Why You Should Tell Your Shame Story With Pride and Confidence
Do any of these seem familiar? Thinking that you are not good enough. Being ashamed of who you are, what you look like, or how you live your life. Or maybe, feeling shame for being preyed upon. The shock, appall, and overwhelming amount of sadness you feel become the story of your shame; but you do not have to be a victim. You need to tell your shame story without feeling ashamed.
The Shame Story
The phrase may be new to you, as it was recently coined by Dr. Brené Brown, author of Rising Strong, Daring Greatly, and The Gifts of Imperfection. All three titles are New York Times bestsellers.
Basically, your shame story is the history of why you developed the amount of shame you have. It is the collection of incidents, memories, and traumas that continue to linger, causing you anguish for many years after the injury was inflicted. Your shame story will continue to stab at you with the red-hot poker if you do not learn how to cope with it.
A shame story may seem mundane or petty to others, but to you, it is something pivotal. Do not be afraid to talk about that which makes you feel unworthy or like a failure. One way to handle the shame is by telling your shame story – with pride.
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Remember who you are
You need to remember who you are (said Mufasa to Simba). I know, The Lion King is a kid’s tale. Or is it something more? See, Simba runs away from his fears and shame of having been an accessory in his father’s death. While little Simba was not guilty of anything, Scar shamed him into thinking he was – and he grew up holding onto that horrific moment. The more he lingered in the past, the less he thought about his present self.
When the shame gets to be too much to bear, you need to stop for a moment and remember something valuable. Look at how far you have come. In spite of everything, you still stand. We all do things we regret. We all make mistakes. However, how we live with those scars for the rest of our days is what defines us. Look at yourself with pride, because you made it through the past.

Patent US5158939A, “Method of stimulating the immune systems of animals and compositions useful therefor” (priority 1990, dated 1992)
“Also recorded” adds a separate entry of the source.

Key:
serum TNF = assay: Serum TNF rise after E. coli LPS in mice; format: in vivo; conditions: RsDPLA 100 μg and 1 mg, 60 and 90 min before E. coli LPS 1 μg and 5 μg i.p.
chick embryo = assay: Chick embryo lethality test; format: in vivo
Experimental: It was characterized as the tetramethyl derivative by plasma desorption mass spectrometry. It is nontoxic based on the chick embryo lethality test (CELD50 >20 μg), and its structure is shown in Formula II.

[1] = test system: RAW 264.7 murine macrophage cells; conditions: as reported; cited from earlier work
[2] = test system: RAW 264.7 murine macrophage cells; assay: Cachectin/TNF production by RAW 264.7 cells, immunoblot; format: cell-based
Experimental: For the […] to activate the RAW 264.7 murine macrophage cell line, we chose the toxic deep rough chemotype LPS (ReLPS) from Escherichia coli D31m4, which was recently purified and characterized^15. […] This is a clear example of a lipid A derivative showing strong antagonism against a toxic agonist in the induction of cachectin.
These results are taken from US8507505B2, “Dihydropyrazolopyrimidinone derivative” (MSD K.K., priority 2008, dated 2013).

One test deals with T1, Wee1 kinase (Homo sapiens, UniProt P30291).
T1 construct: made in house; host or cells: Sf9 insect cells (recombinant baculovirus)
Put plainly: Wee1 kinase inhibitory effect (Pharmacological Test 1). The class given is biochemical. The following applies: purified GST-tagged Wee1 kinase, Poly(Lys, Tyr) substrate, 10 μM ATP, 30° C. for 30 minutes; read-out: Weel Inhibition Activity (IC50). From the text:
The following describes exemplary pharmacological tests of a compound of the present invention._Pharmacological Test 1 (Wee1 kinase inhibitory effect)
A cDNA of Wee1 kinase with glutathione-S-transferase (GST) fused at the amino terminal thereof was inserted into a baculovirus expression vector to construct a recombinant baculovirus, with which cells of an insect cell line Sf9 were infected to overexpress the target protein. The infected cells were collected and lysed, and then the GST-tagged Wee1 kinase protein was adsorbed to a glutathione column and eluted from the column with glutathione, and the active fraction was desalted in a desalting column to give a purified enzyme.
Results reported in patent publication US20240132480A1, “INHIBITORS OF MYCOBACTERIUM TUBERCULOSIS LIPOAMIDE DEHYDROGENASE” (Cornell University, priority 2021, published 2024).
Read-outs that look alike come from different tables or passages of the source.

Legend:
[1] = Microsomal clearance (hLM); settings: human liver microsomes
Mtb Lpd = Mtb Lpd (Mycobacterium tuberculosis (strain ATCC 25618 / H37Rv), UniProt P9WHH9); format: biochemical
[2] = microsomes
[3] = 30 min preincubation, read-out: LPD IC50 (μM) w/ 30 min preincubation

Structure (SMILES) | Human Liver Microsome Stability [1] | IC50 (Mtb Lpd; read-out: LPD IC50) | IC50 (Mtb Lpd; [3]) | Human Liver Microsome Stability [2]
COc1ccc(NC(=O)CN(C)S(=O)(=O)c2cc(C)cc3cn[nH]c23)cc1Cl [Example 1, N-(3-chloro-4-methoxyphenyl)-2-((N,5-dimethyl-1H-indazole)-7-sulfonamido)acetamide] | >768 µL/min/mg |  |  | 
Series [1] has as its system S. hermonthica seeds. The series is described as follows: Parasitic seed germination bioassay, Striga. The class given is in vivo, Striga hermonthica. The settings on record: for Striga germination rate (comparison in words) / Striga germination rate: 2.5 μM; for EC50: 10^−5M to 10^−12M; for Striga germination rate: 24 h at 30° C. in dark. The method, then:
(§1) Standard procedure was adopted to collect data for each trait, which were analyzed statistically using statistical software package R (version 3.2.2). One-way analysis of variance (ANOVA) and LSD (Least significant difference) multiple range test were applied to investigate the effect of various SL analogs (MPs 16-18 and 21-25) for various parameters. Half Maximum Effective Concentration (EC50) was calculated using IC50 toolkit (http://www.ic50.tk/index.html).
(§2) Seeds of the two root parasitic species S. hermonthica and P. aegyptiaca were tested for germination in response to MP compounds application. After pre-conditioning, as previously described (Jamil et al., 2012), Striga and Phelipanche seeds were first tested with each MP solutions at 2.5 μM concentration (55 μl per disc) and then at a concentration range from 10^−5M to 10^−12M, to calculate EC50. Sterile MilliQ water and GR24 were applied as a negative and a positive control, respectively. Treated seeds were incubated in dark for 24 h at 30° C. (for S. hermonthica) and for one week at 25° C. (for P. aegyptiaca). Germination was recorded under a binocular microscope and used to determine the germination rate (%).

When you begin to accept the here and now, you can begin to reconfigure what the past looks like. This does not mean denial. This means taking the situation and trying to find something redeeming about it. For some, it may be difficult to find a positive in being assaulted or being bullied in high school, and then shamed for it.
Those who get shamed for their skin color, their religion, or their sexual preference may see nothing but bad. Again, these terrible experiences may have brought about a new strength or pride in yourself that you do not realize exists yet. So reconfigure your thoughts slightly. Look at the situation will all angles and ask yourself what you can learn from it.
About the time you start sharing with others the reason why you once were shamed, you will see that there is nothing to be ashamed about. Rather, you will realize where the shameful behavior was – it was those that cast that scorn upon you to begin with. When you see the lessons, gather some confidence in knowing you survived, and have a support system willing to listen, you will be rejuvenated.
That is why you should never feel ashamed to tell your shame story. As you recite the story, you gain valuable insight on the actions and reactions. You see it with a different perspective and can readjust your perspective. Though every situation may riddle with your scars, it is your choice to rise above the circumstance to become a champion.